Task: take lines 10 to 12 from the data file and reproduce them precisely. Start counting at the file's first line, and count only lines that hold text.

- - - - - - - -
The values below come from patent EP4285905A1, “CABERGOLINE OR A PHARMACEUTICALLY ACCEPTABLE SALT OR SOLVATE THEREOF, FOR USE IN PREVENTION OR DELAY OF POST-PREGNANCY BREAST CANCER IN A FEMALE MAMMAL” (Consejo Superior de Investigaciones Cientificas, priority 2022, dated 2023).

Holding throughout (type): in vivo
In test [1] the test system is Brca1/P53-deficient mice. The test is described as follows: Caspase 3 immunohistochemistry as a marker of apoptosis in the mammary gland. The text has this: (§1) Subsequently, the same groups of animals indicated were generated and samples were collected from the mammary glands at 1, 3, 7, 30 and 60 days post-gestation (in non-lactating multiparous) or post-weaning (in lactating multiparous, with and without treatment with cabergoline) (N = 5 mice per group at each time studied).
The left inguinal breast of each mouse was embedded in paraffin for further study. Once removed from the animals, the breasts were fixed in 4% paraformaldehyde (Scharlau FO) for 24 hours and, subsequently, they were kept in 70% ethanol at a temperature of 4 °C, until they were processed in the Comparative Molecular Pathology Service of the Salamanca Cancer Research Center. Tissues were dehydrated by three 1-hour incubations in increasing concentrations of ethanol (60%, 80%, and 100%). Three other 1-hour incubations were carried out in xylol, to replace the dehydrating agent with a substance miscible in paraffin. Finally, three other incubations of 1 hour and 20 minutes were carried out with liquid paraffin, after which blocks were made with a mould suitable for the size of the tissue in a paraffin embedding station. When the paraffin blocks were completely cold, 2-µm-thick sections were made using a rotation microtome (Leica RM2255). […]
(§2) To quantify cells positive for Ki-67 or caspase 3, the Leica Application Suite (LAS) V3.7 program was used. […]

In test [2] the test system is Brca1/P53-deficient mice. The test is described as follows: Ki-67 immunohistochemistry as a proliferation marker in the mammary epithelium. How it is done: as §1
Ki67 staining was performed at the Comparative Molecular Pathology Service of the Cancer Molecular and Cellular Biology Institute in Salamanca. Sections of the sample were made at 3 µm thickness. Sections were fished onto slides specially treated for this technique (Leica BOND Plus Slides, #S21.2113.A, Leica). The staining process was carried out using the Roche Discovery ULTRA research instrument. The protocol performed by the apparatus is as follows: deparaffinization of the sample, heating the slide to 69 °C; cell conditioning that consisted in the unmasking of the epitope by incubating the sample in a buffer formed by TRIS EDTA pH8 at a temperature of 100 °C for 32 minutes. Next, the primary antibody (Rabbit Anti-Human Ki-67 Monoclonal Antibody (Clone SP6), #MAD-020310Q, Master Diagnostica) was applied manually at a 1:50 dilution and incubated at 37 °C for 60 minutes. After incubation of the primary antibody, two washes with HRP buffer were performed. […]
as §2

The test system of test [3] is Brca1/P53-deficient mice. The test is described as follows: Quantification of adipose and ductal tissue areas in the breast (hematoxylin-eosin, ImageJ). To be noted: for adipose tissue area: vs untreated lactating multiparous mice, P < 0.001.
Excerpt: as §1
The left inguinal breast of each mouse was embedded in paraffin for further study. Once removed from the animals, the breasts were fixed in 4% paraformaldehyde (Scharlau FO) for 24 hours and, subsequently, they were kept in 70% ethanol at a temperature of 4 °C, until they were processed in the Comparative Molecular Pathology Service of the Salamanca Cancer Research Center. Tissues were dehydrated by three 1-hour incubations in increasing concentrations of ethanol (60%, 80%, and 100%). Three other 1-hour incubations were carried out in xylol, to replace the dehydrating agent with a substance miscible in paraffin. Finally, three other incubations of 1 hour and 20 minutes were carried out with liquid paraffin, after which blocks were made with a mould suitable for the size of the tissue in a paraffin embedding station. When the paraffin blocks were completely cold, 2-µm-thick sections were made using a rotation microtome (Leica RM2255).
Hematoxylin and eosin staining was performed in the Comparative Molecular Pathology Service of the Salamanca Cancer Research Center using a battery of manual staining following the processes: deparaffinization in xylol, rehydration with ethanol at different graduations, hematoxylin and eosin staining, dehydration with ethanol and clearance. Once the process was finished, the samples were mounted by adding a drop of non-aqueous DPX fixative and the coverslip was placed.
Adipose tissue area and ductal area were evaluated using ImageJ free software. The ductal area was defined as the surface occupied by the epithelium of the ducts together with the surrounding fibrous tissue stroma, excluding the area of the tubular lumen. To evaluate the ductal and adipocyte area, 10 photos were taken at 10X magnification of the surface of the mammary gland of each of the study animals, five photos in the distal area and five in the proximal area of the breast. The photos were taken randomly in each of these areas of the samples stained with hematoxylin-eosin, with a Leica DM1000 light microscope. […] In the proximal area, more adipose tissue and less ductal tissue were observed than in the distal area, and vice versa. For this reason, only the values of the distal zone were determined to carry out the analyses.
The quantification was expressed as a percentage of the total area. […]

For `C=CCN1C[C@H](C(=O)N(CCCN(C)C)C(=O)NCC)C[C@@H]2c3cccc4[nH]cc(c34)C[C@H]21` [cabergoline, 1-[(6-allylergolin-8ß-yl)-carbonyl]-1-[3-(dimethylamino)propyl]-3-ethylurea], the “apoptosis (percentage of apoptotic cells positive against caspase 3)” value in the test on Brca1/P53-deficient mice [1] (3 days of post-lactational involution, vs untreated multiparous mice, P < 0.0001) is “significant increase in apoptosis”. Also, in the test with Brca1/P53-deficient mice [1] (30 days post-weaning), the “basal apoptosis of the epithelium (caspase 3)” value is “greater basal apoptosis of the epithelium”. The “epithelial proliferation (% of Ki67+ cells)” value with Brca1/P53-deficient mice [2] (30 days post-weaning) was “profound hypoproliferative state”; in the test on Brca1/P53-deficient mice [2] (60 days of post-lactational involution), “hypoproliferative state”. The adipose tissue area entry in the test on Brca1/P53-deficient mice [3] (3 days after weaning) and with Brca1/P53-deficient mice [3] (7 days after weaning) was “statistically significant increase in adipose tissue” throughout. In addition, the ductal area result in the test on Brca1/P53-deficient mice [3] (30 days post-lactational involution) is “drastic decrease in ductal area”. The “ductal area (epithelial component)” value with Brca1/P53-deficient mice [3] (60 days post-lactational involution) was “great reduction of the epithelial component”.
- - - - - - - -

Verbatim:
Excerpt: as §1
The left inguinal breast of each mouse was embedded in paraffin for further study. Once removed from the animals, the breasts were fixed in 4% paraformaldehyde (Scharlau FO) for 24 hours and, subsequently, they were kept in 70% ethanol at a temperature of 4 °C, until they were processed in the Comparative Molecular Pathology Service of the Salamanca Cancer Research Center. Tissues were dehydrated by three 1-hour incubations in increasing concentrations of ethanol (60%, 80%, and 100%). Three other 1-hour incubations were carried out in xylol, to replace the dehydrating agent with a substance miscible in paraffin. Finally, three other incubations of 1 hour and 20 minutes were carried out with liquid paraffin, after which blocks were made with a mould suitable for the size of the tissue in a paraffin embedding station. When the paraffin blocks were completely cold, 2-µm-thick sections were made using a rotation microtome (Leica RM2255).
Hematoxylin and eosin staining was performed in the Comparative Molecular Pathology Service of the Salamanca Cancer Research Center using a battery of manual staining following the processes: deparaffinization in xylol, rehydration with ethanol at different graduations, hematoxylin and eosin staining, dehydration with ethanol and clearance. Once the process was finished, the samples were mounted by adding a drop of non-aqueous DPX fixative and the coverslip was placed.